Kim Campbell: Hi everyone, I’m Kim Campbell, the culture and education editor at the Monitor. Stories like the one you’re listening to are about the value of relationships – and how teachers like Leslie build those every day. These stories help us ask: What can we learn from each other’s experiences? As Americans emerge from the pandemic, our connections to one another can help us forge a better path forward. If you’ve appreciated this podcast, the best way to make sure we produce more work like this is to subscribe to The Christian Science Monitor. If you already do, thank you! But if not, you can do that at csmonitor.com/subscribe. We really appreciate your support. Again, that’s csmonitor.com/subscribe. Thanks for listening!
Mendoza: So the last we heard from Leslie, she didn’t know what she was going to do. Would she stay at her school, stay in education? Was the pandemic really the last straw for her? She was clearly struggling with the decision.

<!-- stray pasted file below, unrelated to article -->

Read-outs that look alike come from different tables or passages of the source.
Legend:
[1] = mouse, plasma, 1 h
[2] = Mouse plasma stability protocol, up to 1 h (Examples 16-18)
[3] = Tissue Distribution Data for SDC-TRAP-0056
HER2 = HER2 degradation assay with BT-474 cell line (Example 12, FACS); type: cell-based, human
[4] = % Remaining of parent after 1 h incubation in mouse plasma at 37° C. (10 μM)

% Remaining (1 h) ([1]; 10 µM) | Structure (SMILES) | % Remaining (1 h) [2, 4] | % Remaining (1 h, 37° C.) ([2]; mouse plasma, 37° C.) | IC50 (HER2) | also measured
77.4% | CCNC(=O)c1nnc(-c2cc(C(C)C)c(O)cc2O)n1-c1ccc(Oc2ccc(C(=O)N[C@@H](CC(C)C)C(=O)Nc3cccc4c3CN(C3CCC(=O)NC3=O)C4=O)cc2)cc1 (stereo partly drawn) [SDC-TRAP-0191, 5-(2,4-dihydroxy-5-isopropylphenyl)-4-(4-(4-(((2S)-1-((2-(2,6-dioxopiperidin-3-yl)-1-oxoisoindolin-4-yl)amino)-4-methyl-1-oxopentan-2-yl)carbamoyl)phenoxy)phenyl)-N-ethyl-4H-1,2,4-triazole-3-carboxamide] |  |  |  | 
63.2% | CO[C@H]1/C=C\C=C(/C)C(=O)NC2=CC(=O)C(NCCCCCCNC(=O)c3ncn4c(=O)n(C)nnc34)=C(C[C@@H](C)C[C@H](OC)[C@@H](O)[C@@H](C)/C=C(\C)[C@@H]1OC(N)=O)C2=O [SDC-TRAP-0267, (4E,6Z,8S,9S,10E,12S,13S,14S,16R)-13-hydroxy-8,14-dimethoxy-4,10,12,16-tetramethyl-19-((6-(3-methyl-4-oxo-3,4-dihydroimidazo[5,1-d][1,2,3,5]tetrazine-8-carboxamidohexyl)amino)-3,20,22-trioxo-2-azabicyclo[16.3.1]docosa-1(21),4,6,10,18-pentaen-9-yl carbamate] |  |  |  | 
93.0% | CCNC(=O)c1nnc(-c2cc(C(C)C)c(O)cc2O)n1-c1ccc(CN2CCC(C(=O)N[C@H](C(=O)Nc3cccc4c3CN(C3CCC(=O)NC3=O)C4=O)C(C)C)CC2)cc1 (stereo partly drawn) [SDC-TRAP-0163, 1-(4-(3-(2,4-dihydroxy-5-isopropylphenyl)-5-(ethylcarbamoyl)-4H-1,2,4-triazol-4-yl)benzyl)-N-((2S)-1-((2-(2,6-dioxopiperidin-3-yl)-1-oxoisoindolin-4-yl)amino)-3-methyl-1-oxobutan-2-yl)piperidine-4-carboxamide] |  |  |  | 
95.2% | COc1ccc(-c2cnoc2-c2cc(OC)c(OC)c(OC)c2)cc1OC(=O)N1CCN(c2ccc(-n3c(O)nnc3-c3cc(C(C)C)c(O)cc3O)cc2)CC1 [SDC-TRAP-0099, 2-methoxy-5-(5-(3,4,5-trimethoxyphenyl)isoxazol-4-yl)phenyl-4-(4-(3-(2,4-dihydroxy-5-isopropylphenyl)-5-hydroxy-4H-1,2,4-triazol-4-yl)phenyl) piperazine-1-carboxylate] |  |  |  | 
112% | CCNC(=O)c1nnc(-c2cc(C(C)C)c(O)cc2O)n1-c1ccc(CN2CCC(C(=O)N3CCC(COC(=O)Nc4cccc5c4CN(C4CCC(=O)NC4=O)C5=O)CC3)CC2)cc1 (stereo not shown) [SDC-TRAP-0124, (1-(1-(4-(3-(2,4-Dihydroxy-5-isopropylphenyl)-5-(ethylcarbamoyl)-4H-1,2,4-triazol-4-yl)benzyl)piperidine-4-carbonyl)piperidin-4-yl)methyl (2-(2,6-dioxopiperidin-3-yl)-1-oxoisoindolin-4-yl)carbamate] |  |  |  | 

Laine Perfas: But the place she shares with Jeff, in southwest Vegas – it shows us the person she actually is, when she’s not buckling under the pressure of her job. Their home is set up to host gatherings, with lounge areas for watching sports and a big backyard pool. And the décor is a blend of Afrocentric art –
Mendoza: – a nod to Jeff’s Afro-Cubano heritage –
Laine Perfas: – and what Leslie describes as a modern farmhouse twist –
Mendoza: – a callout to her mom’s southern Illinois roots.
Stevenson: Hello! Come on in. You guys are little!
Laine Perfas / Mendoza: Hi!
Laine Perfas: We are small people.
Stevenson: I didn’t realize how tiny you were!
Laine Perfas: Sooo, for our dear listeners who also don’t get to see us, we’re both 5-foot-3. And though we look very professional and grown up with all of our gear –
Mendoza: – we often get mistaken for children. Anyway, Leslie ushered us into her home and straight to the kitchen.
Stevenson: That’s Roxy trying to get in. And then he’s putting Rebel away. Jeff was fixing you all some lunch.
Laine Perfas: There were pets! Leslie has three dogs: Rebel, Roxy, and Raider. She kind of had to either lock them up or send them off to keep them away from us in their excitement.
Mendoza: Love dogs. But also food. And there was Jeff, who we’d been told was a whiz in the kitchen.
Laine Perfas: Nice to meet you, we’ve heard all about your cooking.
Jeff White: Oh, I’ve just pulled macaroni and cheese out of the oven here.
Laine Perfas: That smells so good.
Stevenson: That’s his specialty.